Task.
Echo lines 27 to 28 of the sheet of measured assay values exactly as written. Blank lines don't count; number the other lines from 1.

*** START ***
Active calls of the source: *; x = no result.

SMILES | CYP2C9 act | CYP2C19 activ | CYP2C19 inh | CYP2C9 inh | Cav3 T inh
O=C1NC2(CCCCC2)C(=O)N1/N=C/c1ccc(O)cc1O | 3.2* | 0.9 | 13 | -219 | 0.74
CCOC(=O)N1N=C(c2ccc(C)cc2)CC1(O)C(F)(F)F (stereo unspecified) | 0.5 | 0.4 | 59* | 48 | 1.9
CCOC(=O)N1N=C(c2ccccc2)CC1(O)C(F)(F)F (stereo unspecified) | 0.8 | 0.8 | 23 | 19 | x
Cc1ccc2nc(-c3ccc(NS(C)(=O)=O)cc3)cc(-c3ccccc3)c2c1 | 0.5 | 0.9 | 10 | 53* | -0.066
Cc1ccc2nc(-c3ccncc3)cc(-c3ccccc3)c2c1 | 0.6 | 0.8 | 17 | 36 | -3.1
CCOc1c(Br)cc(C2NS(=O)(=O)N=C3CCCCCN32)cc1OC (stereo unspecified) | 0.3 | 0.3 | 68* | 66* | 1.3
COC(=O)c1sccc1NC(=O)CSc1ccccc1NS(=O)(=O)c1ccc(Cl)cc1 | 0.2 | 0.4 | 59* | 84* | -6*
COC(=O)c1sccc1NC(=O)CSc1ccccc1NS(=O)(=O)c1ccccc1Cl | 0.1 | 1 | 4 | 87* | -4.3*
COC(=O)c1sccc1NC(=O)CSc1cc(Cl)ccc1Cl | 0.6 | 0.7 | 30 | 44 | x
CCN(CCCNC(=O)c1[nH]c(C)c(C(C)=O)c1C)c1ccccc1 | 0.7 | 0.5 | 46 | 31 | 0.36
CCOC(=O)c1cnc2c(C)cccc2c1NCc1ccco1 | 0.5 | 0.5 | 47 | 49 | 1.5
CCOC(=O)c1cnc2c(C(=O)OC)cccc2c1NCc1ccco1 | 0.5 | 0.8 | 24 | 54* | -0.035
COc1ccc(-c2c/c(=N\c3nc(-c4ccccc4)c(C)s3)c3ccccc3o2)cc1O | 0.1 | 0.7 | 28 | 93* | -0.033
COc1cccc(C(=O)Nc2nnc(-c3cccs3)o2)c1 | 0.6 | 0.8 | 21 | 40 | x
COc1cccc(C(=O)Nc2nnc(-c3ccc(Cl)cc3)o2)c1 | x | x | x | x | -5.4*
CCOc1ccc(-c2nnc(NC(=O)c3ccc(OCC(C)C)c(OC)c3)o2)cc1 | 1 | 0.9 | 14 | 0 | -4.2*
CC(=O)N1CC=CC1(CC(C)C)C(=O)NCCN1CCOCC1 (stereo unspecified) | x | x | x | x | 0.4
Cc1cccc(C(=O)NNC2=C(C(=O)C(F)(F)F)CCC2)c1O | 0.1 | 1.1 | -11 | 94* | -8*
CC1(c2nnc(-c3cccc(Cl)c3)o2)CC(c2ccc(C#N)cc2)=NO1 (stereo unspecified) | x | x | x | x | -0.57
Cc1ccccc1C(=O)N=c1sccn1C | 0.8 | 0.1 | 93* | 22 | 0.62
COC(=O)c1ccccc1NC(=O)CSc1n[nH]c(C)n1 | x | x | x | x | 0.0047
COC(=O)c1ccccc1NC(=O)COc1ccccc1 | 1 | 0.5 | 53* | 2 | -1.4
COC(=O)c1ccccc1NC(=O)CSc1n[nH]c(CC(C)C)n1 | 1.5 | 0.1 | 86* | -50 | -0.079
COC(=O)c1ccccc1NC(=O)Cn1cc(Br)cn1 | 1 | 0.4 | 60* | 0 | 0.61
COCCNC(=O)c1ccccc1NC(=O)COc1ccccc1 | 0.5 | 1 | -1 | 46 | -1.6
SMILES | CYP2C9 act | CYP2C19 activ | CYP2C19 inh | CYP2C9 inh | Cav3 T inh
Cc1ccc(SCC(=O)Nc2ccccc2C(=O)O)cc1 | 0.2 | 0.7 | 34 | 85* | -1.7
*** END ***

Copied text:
COCCNC(=O)c1ccccc1NC(=O)COc1ccccc1 | 0.5 | 1 | -1 | 46 | -1.6
SMILES | CYP2C9 act | CYP2C19 activ | CYP2C19 inh | CYP2C9 inh | Cav3 T inh